Instrumental conditioning

Instrumental conditioning - punishment I can relate...

Info iconThis preview shows page 1. Sign up to view the full content.

View Full Document Right Arrow Icon
Dean Search Professor Robbins Psychology 24 October 2010 Instrumental Conditioning Instrumental conditioning is a method of learning through rewards and punishments based on behavior. An association is often times made between a behavior and a consequence for that behavior. For example, when your parents bribe you with money so you clean your room. This is considered an example of positive reinforcement because you now associate cleaning your room with making money. The other types of instrumental conditioning are negative reinforcement and positive and negative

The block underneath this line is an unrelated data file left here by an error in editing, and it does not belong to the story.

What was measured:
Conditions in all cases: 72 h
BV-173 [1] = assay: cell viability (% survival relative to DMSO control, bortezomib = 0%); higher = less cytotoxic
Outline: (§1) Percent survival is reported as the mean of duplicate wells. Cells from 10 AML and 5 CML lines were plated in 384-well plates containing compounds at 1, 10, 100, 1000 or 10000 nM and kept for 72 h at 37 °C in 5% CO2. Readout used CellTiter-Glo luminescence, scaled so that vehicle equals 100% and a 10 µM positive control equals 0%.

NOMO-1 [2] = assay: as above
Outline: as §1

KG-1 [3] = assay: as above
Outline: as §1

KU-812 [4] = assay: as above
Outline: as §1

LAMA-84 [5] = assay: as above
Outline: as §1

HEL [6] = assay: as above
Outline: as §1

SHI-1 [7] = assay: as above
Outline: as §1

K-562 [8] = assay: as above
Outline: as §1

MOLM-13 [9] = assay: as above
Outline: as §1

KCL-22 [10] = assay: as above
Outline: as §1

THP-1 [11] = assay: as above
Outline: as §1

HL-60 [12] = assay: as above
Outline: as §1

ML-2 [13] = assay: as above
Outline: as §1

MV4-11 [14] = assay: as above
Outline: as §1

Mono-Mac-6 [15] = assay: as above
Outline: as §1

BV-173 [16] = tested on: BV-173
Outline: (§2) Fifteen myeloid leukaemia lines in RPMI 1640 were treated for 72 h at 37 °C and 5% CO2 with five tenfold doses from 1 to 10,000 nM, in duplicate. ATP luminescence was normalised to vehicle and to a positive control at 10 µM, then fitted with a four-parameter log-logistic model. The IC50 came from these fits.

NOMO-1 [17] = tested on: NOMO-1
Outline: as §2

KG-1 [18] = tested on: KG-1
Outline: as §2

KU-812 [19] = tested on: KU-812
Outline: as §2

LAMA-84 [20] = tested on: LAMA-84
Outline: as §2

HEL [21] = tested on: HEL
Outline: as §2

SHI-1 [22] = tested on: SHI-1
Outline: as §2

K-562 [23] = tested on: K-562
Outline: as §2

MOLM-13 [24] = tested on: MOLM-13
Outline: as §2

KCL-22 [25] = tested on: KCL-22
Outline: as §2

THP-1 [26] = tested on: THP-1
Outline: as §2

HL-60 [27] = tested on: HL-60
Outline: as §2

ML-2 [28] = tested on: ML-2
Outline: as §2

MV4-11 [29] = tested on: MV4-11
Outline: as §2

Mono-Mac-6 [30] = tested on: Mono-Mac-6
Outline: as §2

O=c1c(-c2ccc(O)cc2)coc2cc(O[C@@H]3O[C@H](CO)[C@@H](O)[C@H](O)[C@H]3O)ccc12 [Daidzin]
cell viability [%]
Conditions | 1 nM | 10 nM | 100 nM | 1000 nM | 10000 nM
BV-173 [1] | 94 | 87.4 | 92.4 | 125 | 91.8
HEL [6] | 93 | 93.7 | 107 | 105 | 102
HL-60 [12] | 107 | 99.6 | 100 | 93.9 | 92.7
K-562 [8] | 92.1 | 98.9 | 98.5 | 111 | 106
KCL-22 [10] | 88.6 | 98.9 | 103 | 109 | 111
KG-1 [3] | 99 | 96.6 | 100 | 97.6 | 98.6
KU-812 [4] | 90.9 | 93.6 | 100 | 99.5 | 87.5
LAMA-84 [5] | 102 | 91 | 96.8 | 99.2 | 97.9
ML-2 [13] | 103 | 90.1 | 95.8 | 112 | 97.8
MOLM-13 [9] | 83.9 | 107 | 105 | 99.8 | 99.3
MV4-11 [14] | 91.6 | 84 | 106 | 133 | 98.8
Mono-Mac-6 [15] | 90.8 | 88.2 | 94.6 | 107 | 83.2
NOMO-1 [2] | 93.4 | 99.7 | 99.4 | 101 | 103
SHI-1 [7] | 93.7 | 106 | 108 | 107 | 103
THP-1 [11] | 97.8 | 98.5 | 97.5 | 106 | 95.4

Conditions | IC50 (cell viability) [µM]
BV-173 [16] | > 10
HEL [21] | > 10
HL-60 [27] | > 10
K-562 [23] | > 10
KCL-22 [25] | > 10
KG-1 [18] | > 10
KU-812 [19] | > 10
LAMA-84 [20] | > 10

Background image of page 1
This is the end of the preview. Sign up to access the rest of the document.

Unformatted text preview: punishment. I can relate instrumental conditioning to my early childhood because my parents used this idea in order to get me to do what they wanted. This is similar in every household in America. Growing up on a farm my parents would use positive reinforcement so I would do chores around the house and help out on the farm. From experience this was successful because both of us received what we wanted. My parents got me to do work and I got a reward for the work I did. In the end we were both satisfied....
View Full Document

This note was uploaded on 12/17/2011 for the course ECON 101 taught by Professor Chapman during the Spring '11 term at Arcadia University.

Ask a homework question - tutors are online